UTSA neuroscientist receives $1.8 million grant to support dopamine research
(Jan. 25, 2016) -- Carlos Paladini, UTSA associate professor of neuroscience, has received a $1.8 million grant from the National Institutes of Health to take a closer look at dopamine bursts in the brain. Paladini, who has done extensive research on methods to treat drug addiction by manipulating dopamine levels, hopes that this new undertaking could help people afflicted by clinical depression, drug addiction, schizophrenia or Parkinson’s disease.
Part of Paladini’s central focus will be dopamine bursts, pops of electricity in the brain that occur as neurons communicate that something exciting is about to happen. For example, a hungry person visits their favorite restaurant and sees their plate coming to the table, which causes some excitement and joy. This reward is caused by the dopamine burst in that person’s brain.
“Drug abuse hijacks that entire system,” Paladini said. “When your brain is addicted to drugs, things that bring you joy, like relationships or food, no longer bring that dopamine reward. You are only able to obtain it from drugs.”
The second part of Paladini’s focus is astrocytes, which act as messenger cells, collecting all the sensory data to let the dopamine cells know that something exciting is about to happen. He likens them to bouncers at a club.
“If the right kind of information reaches an astrocyte, then the dopamine will start firing a burst,” he said.
Because astrocytes, unlike neurons, don’t use electrical signals to communicate with each other, they’re hard to study and aren’t very well understood among neuroscientists. Paladini hopes that by gaining a better understanding of them, he can advance drug therapy to help people with diseases that are affected by dopamine levels.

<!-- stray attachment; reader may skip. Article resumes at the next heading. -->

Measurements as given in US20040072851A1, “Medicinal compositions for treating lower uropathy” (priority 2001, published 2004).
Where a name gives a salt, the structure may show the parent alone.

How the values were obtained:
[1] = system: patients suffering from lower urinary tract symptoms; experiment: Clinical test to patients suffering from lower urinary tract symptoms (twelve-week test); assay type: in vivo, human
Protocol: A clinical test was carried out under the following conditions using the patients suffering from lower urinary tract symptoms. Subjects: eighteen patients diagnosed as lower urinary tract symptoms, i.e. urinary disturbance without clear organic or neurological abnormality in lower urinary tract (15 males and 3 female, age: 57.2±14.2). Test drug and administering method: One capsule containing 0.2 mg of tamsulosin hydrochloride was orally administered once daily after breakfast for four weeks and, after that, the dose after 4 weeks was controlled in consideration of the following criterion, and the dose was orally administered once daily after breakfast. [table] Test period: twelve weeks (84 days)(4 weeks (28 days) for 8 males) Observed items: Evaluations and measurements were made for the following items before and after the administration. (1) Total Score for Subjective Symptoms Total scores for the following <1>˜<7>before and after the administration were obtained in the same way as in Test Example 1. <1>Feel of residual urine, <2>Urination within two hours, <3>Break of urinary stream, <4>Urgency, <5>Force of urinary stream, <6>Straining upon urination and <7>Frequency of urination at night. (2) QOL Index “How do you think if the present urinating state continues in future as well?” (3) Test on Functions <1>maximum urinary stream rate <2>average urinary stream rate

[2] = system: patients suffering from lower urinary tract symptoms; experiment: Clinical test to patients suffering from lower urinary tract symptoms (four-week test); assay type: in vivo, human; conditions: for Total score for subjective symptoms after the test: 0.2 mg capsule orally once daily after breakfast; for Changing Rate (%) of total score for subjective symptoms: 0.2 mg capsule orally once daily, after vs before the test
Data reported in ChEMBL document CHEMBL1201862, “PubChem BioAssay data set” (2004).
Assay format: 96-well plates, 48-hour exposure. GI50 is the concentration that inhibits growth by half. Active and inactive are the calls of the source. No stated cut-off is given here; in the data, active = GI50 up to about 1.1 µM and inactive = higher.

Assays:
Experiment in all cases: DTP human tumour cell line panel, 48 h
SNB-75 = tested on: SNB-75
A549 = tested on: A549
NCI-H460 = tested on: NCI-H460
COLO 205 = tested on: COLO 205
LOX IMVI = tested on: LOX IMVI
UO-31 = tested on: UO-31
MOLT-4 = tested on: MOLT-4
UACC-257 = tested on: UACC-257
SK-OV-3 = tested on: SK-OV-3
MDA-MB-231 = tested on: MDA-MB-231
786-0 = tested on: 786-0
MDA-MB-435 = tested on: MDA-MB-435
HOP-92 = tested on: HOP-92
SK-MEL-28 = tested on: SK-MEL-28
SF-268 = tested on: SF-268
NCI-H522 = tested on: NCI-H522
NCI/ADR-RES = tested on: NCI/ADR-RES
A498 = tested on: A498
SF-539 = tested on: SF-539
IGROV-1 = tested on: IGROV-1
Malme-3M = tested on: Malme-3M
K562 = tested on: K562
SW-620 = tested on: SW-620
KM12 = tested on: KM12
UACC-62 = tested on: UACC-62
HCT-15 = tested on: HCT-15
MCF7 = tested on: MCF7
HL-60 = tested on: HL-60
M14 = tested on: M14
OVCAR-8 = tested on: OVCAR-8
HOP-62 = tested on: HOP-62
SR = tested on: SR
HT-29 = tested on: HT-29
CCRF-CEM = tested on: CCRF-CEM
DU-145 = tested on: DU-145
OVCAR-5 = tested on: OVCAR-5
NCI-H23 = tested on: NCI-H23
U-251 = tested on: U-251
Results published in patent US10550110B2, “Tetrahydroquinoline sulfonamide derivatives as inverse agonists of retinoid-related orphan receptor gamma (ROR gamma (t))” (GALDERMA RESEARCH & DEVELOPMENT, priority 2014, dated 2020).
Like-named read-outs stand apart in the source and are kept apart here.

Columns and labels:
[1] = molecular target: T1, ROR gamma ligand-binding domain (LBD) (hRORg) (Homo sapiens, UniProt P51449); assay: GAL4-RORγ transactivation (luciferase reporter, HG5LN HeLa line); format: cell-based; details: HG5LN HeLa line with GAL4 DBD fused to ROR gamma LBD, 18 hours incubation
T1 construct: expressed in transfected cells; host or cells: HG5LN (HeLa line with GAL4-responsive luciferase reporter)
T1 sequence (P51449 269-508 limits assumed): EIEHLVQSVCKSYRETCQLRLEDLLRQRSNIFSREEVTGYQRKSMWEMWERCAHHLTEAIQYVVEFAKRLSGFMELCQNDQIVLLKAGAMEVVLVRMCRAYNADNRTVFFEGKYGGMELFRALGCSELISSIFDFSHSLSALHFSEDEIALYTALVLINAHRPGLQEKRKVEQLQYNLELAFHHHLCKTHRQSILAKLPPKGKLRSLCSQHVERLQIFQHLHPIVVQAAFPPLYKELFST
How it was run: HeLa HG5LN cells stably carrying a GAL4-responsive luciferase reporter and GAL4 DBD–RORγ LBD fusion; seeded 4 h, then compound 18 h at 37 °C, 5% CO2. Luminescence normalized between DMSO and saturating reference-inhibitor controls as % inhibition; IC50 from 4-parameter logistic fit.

UTSA’s brain research is supported by the UTSA Neurosciences Institute, of which Paladini is a member. The institute, which is part of the Department of Biology, is made up of more than two dozen top-tier scientists, studies the biological basis of human experience and behavior, as well as the origin and treatment of nervous system diseases.
“If people have overactive dopamine systems, they might hear voices, which is a symptom of schizophrenia,” he said. “On the opposite end of that spectrum is depression, whereas not having any dopamine is a sign of Parkinson’s.”
Too many astrocytes is a sign of Post Traumatic Stress Disorder (PTSD), which can occur as the result of a traumatic brain injury and is a common disorder among soldiers returning from war.
“Any kind of changes or disturbances in these astrocytes can affect these diseases known to be related to dopamine,” Paladini said. “The dopamine system is rewarding. When doesn’t work, those rewards don’t occur for things that should make us happy, and we become depressed.”
Some drugs to treat dopamine-related ailments are already being used, and more are now in clinical trials, though astrocytes are still generally mysterious to neuroscientists.
“We can’t improve upon these drugs unless we understand the cells they’re affecting,” he said. “That’s the best possible road to take.”
Learn more about the UTSA Neurosciences Institute.
Learn more about the UTSA Department of Biology.
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